A contributor to livejournal had the following to say about my book, Native Americans in Comic Books:
“The book annoyed me a bit with its critique of Native American comic book characters whose stories are set in the past. Sheyahshe commented that these characters reinforce the notion that Native Americans disappeared in the Old West days. It’s a completely legitimate complaint–so the complaint itself I have no problem with…What annoyed me was the fact Sheyahshe brought this up each time he discussed one of these characters. It was very redundant. A few paragraphs at the beginning of the book, to comment on the problem and mention its applicability to all “historical” characters, would have made for a better reading experience.”
“Thankfully there are plenty of modern-day Native American comic book characters, so I didn’t have to suffer through his redundant complaint too much.”
“One omission that surprised me was the lack of commentary on the names that so many Native American comic characters have. The only name Sheyahshe commented on was Tonto‘s (Spanish for “stupid”).”
“Overall, though, I did enjoy reading the book. It made for a nice, nostalgic trip, and it sparked my interest in a comic book called Tribal Force, the creative work of a Tucsonan.”
I can certainly see how someone might see parts of the book as repetitive: as an examination of many stereotypes and many comic books, there’s bound to be a certain recurring element. Add to this, my use of a very specific set of criteria to evaluate the level of stereotype in each study and you can well imagine how a reader might feel this way, initially.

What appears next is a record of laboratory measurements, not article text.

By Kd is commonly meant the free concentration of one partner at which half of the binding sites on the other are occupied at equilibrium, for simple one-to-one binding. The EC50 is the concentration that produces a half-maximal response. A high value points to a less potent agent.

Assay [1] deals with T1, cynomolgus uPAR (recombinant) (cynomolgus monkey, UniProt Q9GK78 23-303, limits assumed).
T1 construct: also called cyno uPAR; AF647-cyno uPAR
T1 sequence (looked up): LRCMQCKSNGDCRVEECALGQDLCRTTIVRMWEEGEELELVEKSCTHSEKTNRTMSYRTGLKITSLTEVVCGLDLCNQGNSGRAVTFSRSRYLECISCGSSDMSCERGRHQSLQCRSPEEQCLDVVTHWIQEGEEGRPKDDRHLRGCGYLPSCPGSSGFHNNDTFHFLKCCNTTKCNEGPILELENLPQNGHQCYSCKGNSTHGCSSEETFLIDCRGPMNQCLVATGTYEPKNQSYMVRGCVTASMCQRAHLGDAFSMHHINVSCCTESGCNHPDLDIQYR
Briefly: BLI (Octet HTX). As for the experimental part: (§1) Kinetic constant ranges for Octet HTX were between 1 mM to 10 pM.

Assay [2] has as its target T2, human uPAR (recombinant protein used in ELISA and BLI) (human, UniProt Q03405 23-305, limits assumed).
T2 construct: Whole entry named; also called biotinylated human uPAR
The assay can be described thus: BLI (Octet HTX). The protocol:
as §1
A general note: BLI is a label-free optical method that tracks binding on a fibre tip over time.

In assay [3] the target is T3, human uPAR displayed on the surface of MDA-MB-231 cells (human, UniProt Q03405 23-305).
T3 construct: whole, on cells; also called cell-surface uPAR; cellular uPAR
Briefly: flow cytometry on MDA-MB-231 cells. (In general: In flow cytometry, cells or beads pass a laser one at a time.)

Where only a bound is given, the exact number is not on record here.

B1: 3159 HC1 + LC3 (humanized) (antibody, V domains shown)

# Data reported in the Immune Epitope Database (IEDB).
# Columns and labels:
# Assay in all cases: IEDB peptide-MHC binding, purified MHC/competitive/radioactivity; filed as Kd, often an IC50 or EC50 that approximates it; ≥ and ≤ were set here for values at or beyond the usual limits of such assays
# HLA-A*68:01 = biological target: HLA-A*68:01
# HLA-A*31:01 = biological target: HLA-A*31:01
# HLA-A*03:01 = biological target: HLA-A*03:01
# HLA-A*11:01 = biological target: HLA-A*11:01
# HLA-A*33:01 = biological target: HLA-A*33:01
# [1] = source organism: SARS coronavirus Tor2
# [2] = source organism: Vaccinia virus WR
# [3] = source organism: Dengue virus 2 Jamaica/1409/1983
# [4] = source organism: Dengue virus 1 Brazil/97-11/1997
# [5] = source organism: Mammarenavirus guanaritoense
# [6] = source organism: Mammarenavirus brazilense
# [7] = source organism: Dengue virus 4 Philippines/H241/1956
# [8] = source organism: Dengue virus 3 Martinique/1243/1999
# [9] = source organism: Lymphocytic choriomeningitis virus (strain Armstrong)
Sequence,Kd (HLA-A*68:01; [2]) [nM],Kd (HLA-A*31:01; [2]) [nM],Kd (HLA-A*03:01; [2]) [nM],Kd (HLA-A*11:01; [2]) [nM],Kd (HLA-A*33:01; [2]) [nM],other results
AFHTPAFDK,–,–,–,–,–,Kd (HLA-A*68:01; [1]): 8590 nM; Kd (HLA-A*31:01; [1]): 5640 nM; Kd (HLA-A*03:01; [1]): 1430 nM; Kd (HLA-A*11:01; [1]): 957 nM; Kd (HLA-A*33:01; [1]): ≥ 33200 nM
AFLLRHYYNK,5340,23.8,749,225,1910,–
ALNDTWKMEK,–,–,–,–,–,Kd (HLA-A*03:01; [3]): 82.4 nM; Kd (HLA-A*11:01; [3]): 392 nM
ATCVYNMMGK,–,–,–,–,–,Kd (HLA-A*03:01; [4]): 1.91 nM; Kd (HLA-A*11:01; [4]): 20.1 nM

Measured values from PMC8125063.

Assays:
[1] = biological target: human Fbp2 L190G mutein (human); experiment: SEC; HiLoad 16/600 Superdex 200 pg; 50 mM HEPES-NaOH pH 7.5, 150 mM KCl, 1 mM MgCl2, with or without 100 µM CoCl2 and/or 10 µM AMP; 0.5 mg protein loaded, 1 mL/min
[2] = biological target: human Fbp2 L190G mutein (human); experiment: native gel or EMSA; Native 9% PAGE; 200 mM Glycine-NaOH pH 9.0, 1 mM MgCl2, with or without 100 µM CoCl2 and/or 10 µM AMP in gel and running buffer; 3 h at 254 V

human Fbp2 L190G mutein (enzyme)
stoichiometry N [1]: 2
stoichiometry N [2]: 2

To certain extent, I agree that a short foreword / blanket statement about the problem inherent to all historic-only characters might have sufficed in some respects; however, given the sheer amount of continual stories that appear in comics, movies, and any other stories about Indigenous people, the event of portraying characters as historical artifacts only is exponentially more repetitive than I could ever be in simply documenting its existence. Yet, I can see how a reader might tire of reading about this tragic phenomenon – just as I tire of seemingly only seeing Native people with fringe, feathers, and on horseback.
But, as mentioned above, there are some modern-day Indigenous heroes in comics and we should celebrate them when we can.
This reader is correct about naming conventions for Native comic book characters: they certainly do seem formulaic and stereotypical, by nature. While the reader mentions the fine line between homage and misrepresentation, I would lean towards the latter, as I have seen far to few character names that seem realistic for Native people. Good call.
Also, I’m happy this reader was introduced to Proudstar’s Tribal Force comic. My hope is that many readers will also have similar experiences of discovery and interest. Thanks for reading and taking time to comment.
Check out the full commentary here: http://footnotefetish.livejournal.com/458721.html